I was sitting in class once and the topic of gender inequality came up. Students were asked to discuss whether equality between genders could ever be achieved. Immediately, people began giving examples of differences between men and women in the parts of Africa and South Asia. I raised my hand and kindly pointed out that there were plenty of instances of gender inequality much closer to home and was met with silent stares.
It baffles me how often I get that kind of silent stare, like I’m making a big point out of something that’s not very important. How often I may be able to get someone to admit that men and women are treated differently but not that those differences are significant. Maybe inequalities are larger in other places but that doesn’t mean make it acceptable for Canada to avoid changing anything.
Here are some facts that may help others who find themselves in a similar position as me. The differences between genders do exist and they do have significant impacts.
1. There is a considerable pay gap between men and women
Women and men are not paid the same wages for doing similar work. This does not go for every job and situation ever, but, in general, men make more than women.
According to this report, in Gatineau, Quebec, women earn on average 87 cents for every dollar that men earn — and that’s the smallest pay gap in Canada. In other large cities in Canada, such as Waterloo, the numbers about 76 cents for every dollar a male earns. Start multiplying that number by hourly or even yearly wages and suddenly the disparity seems quite clear.
2. There are gender roles within the home
Yes, it is 2015. Yes, one could point out that more and more women are entering the workforce and it is increasingly acceptable to be a “stay-at-home dad.” All of this is true. However, as this article discusses, women still spend considerably more time than men overall doing household related work and childcare in addition to their money-earning jobs.
This article points out that “If more women play the breadwinner role and more men ask for family-friendly policies, it could become hard for employers to treat them differently on the basis of gender roles.” Here’s an interesting study that found that men who took more of a role in caring for their children were significantly more likely to be mistreated at work. Even more shocking was that women who did not have any children and worked in a male-dominated workplace experienced “nearly seven times the amount of mistreatment than even the most poorly treated men.”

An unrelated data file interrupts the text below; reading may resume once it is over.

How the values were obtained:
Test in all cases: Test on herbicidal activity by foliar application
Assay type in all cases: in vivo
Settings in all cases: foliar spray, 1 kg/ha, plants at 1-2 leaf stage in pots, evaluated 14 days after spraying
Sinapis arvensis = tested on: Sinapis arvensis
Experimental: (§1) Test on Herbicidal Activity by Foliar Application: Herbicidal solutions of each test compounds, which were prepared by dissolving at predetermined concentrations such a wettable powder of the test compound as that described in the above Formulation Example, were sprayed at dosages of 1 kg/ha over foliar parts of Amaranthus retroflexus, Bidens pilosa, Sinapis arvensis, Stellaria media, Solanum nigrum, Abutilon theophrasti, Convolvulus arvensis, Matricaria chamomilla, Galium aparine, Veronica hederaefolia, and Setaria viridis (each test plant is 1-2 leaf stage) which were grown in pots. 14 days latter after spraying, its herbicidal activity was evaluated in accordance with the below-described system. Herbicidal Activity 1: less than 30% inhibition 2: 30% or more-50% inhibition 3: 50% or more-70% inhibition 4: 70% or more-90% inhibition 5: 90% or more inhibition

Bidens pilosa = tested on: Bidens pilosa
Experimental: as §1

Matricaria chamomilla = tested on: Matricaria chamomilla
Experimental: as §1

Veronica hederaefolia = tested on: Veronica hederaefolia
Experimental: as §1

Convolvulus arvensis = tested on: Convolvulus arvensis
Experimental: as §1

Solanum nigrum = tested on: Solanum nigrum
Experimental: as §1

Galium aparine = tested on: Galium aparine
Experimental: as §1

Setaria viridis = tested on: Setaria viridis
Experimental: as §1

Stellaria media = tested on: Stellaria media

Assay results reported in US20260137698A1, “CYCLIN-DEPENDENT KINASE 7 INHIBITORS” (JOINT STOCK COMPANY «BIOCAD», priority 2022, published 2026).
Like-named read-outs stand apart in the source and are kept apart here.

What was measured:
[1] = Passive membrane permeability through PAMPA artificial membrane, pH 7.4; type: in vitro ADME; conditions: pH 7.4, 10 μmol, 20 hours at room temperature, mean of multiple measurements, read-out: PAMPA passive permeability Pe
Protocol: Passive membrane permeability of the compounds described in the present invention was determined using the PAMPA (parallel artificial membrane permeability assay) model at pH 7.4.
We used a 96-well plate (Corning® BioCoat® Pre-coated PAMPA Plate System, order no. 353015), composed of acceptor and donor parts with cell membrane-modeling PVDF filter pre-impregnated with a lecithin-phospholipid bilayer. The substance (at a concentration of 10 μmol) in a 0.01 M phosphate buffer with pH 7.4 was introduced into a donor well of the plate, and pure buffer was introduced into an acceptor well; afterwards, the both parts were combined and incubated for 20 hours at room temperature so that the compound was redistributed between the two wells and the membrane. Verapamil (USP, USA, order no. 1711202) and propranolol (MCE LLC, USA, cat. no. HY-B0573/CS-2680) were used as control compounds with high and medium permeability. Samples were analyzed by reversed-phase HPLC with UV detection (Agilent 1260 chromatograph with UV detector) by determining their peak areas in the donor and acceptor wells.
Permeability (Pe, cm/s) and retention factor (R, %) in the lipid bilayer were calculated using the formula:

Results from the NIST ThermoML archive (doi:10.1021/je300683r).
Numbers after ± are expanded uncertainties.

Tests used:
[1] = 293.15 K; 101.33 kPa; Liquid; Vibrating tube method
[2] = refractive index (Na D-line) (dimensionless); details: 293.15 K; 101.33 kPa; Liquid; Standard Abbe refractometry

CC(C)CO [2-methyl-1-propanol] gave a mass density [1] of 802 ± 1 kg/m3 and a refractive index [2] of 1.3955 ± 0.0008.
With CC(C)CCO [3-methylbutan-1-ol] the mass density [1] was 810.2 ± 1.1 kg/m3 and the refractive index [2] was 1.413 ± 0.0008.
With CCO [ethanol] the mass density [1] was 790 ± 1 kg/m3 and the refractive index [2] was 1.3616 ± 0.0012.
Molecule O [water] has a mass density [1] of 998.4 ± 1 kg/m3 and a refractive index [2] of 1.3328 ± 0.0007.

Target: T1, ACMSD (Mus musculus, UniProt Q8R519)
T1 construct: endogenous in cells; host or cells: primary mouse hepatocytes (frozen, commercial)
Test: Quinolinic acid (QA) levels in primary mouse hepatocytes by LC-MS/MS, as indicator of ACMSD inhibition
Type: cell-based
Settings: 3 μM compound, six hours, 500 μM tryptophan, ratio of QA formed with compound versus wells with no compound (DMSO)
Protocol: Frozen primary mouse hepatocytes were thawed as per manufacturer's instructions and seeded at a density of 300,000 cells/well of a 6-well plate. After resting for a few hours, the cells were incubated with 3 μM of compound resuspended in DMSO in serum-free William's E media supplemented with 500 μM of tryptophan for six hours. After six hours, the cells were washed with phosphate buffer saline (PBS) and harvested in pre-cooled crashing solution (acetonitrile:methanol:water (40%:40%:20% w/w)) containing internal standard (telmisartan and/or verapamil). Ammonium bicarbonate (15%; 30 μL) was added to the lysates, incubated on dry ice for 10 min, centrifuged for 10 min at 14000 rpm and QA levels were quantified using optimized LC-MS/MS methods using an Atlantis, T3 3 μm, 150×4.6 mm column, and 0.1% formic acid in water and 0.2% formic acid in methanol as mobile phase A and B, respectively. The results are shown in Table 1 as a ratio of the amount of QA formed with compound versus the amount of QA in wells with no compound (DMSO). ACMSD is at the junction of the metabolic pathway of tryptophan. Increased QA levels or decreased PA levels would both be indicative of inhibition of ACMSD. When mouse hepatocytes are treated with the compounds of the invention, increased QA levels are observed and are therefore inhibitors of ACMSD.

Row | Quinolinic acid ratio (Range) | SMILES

3. Violence affects women more often than men
“1 in every 4 women in North America will experience sexual assault in her lifetime” according to assault statistics in Canada. Sexual violence affects women more than men and is an issue that continues to be grossly under reported.
It is important to note that not all women are at the same risk for violence because of the many varying factors that make up one’s identity. In Canada, there is ongoing concern about the overrepresentation of Aboriginal women in missing persons and homicides cases as identified in this RCMP report. Approximately 4.3% of the Canadian population identifies as Aboriginal, yet, Aboriginal women represent 11.3% of all cases of missing persons and 16% of all cases of homicide in Canada.
Very recently, the United Nations released a 2015 report on Canada and specifically pointed out their concerns about the continued high rates of violence in Canada. They call for improved legislation and investigations as well as increased protective measures and support services. The UN blatantly calls for Canada to conduct a National inquiry to understand the root causes of violence affecting indigenous women and girls.
4. Women hold fewer positions in government
The UN defines women’s political participation as “fundamental …for gender equality and genuine democracy.” Yet, in Canada’s current federal system, men continue to make up the majority of elected officials. Government statistics show that Women do hold a record high of elected positions, but this is still hovering at just 25%. Still, greater gender parity is important because women in positions of governance may advocate for different things and may better represent issues that more specifically affect women.